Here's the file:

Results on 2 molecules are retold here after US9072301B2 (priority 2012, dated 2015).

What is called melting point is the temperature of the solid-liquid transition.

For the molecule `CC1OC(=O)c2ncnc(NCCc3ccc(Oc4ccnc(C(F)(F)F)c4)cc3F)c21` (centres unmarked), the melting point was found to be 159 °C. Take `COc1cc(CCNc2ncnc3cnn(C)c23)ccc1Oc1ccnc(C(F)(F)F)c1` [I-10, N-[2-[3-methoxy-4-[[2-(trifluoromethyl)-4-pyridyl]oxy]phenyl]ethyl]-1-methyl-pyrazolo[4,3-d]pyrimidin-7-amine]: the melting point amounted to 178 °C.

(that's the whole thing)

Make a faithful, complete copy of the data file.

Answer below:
Results on 2 molecules are retold here after US9072301B2 (priority 2012, dated 2015).

What is called melting point is the temperature of the solid-liquid transition.

For the molecule `CC1OC(=O)c2ncnc(NCCc3ccc(Oc4ccnc(C(F)(F)F)c4)cc3F)c21` (centres unmarked), the melting point was found to be 159 °C. Take `COc1cc(CCNc2ncnc3cnn(C)c23)ccc1Oc1ccnc(C(F)(F)F)c1` [I-10, N-[2-[3-methoxy-4-[[2-(trifluoromethyl)-4-pyridyl]oxy]phenyl]ethyl]-1-methyl-pyrazolo[4,3-d]pyrimidin-7-amine]: the melting point amounted to 178 °C.